FIG. 5 is a fragmentary sectional view of a third embodiment of the material according to the present invention; and
FIGS. 6, 7 and 8 are graphs of comparative data between the present invention and the prior art.
Referring now to FIG. 1 there is shown an envelope 10 formed from a first embodiment of a transparent coated polymeric sheet or material 11 according to the present invention. The envelope 10 is rectangular in shape and formed by folding the material 11 once upon itself at a fold line 12 to bring into alignment edges 13, 14 and 15 of opposed walls 16 of the envelope 10 thus formed and to define an inner surface and an outer surface of the envelope 10. Edge portions 17 of the walls 16 are fused together as by heat sealing adjacent the parallel edges 13 and 14 disposed normal to the fold line 12 to form the envelope 10, while providing an opening into the envelope 10 between the pair of aligned edges 15. An electronic component 18 may be inserted into the envelope 10 between the aligned edges 15, and then portions 19 of the walls 16 adjacent the aligned edges 15 may be fused together as by heat sealing to seal the component 18 in the envelope 10 as is shown in FIG. 2.
The structure of the material 11 forming the walls 16 of the envelope 10 is best seen in FIG. 3. The material 11 includes a polymeric sheet 23 comprising a support layer 20 of strong self supporting flexible electrically non-conductive polymeric material (e.g. polyester) which contains no antistatic material and a fusible layer 21 of thermoplastic heat sealable polymeric material which defines a second surface 22 of the material 11 disposed as the inner surface of the envelope 10 and contains an antistatic material in an amount to provide a resistivity in the range of 108 to 1014 ohms per square on the inner surface of the envelope 10. The thermoplastic heat sealable polymeric material of the fusible layer 21 is fused together in the areas 17 (FIG. 1) to form the envelope 10 and can be fused together in the areas 19 to seal the envelope (FIG. 2). Such fusing should provide electrical continuity on the inner surface of the envelope 10 across the fused areas 17 and 19. However, since the sheet 11 is folded upon itself the electrical continuity of the inner surface of the envelope 10 between the two walls 16 will in all cases be maintained across the fold line 12 in the sheet 15 without dependence upon conductivity across the surface of the heat fused areas 17 and 19.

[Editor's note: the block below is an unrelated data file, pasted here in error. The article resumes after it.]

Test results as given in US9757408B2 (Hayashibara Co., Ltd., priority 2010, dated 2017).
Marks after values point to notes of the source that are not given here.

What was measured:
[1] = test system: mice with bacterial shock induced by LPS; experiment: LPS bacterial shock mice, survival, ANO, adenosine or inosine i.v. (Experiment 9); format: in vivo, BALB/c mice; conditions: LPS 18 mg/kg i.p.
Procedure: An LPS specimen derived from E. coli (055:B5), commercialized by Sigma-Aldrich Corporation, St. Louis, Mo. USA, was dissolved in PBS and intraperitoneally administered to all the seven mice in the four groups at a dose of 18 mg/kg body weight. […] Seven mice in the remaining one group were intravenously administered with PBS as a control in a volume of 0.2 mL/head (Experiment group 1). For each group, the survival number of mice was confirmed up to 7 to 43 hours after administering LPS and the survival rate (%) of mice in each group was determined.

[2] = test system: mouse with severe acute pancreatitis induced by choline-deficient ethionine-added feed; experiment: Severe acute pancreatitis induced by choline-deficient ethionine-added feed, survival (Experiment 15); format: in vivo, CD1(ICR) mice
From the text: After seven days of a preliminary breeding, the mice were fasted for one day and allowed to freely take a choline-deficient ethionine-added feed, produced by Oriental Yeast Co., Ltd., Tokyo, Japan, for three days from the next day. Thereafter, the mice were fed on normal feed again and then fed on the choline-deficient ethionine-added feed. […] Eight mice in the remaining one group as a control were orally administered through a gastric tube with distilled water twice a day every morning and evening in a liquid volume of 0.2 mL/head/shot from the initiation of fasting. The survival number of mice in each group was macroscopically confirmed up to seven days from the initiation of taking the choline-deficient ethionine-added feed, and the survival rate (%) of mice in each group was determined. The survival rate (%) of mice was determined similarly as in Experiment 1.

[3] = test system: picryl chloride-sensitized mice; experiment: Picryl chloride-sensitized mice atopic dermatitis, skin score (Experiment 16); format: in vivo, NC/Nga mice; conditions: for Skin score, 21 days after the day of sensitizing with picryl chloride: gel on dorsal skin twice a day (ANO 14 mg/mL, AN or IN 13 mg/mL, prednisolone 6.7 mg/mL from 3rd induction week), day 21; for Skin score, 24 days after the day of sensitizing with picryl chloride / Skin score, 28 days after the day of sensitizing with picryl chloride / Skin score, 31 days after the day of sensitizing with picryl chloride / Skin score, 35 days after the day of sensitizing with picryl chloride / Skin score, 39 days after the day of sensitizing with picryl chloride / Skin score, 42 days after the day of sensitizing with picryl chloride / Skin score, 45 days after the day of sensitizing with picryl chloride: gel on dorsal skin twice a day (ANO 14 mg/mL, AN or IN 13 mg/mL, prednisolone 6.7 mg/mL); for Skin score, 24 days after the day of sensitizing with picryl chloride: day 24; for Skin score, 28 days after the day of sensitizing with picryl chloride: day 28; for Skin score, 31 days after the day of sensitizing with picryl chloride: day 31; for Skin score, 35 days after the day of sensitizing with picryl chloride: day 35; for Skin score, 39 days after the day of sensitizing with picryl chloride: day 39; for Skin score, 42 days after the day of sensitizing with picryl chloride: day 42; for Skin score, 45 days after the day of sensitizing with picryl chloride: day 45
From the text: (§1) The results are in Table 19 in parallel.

A conductive layer 24 of electrically volume conductive material (e.g. metal or metal containing compounds) is disposed on the side of the support layer 20 opposite the second surface 22 of the material 11 and a thin abrasion resistant layer 25 of a tough resinous material is disposed on the surface of the conductive layer 24 opposite the support layer 20. The abrasion resistant layer 25 defines a first surface 26 of the material 11 disposed as the outer surface of the envelope 10, and is ultrathin (i.e. less than 0.15 micrometers) so that the surface resistivity of the first surface 26 due to the conductive layer 24 will be no greater than 108 ohms per square. Since the envelope 10 is formed of only the one sheet 11 its outer surface has electrical continuity between all of its portions due to the continuous conductive layer 24. The layers 20, 21, 24 and 25 are sufficiently transparent to afford visual identification of an electronic component within the envelope 10 through the material 11.
FIG. 4 illustrates a second embodiment of a material 30 according to the present invention adapted for forming an envelope of the type illustrated in FIGS. 1 and 2, in which material 30 layers and surfaces corresponding to those of the material 11 illustrated in FIG. 3 are similarly numbered except for the addition of the suffix "a".
Like the material 11, the material 30 comprises a polymeric sheet 31 including a supporting layer 20a of a self supporting flexible electrically non-conductive polymeric material having on one surface a conductive layer 24a of volume conductive material. Also the material 30 has an ultrathin abrasion resistant layer 25a of a tough resin on the surface of the conductive layer 24aopposite the support layer 20a. The abrasion resistant layer 25a provides a first surface 26a for the material 30 adapted to be disposed as the outer surface of an envelope, which first surface 26a has a surface resistivity due to the conductive layer 24a of no greater than 108 ohms per square. Also the polymeric sheet 31 includes a fusing layer 32 of non-conductive polymeric material which is thermoplastic and heat sealable and diposed over the surface of the support layer 20a opposite the conductive layer 24a. Unlike the sheet material of FIG. 1, however, the fusing layer 32 contains no antistatic material. Instead there is a thin layer 33 of antistatic material on the surface of the fusing layer 32 opposite the conductive layer 24a. The layer 33 of antistatic material defines a second surface 22a for the material 11 adapted to be disposed as the inner surface of an envelope, which second surface 22a has a surface resistivity in the range of 108 to 1014 ohms. In combination the layers 20a, 24a, 25a, 32, and 33 are sufficiently transparent to afford visual identification of an electrical component through the material 30.